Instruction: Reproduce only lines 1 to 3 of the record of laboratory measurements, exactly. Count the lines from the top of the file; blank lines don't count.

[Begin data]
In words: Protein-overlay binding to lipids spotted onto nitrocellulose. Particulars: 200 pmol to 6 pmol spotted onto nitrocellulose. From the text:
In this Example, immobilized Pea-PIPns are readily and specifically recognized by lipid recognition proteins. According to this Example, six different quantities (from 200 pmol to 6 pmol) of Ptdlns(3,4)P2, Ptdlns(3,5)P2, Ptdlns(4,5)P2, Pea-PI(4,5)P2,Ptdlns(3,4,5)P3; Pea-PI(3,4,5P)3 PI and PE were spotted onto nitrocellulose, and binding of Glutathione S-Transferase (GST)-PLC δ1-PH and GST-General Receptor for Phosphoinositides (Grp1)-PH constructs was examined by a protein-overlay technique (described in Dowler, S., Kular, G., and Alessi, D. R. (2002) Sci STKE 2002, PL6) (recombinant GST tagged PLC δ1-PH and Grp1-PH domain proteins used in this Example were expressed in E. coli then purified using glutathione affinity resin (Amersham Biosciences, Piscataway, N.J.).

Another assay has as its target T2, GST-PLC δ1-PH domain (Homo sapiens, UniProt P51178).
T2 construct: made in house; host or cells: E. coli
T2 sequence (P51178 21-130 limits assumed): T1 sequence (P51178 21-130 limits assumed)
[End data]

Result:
In words: Protein-overlay binding to lipids spotted onto nitrocellulose. Particulars: 200 pmol to 6 pmol spotted onto nitrocellulose. From the text:
In this Example, immobilized Pea-PIPns are readily and specifically recognized by lipid recognition proteins. According to this Example, six different quantities (from 200 pmol to 6 pmol) of Ptdlns(3,4)P2, Ptdlns(3,5)P2, Ptdlns(4,5)P2, Pea-PI(4,5)P2,Ptdlns(3,4,5)P3; Pea-PI(3,4,5P)3 PI and PE were spotted onto nitrocellulose, and binding of Glutathione S-Transferase (GST)-PLC δ1-PH and GST-General Receptor for Phosphoinositides (Grp1)-PH constructs was examined by a protein-overlay technique (described in Dowler, S., Kular, G., and Alessi, D. R. (2002) Sci STKE 2002, PL6) (recombinant GST tagged PLC δ1-PH and Grp1-PH domain proteins used in this Example were expressed in E. coli then purified using glutathione affinity resin (Amersham Biosciences, Piscataway, N.J.).

Another assay has as its target T2, GST-PLC δ1-PH domain (Homo sapiens, UniProt P51178).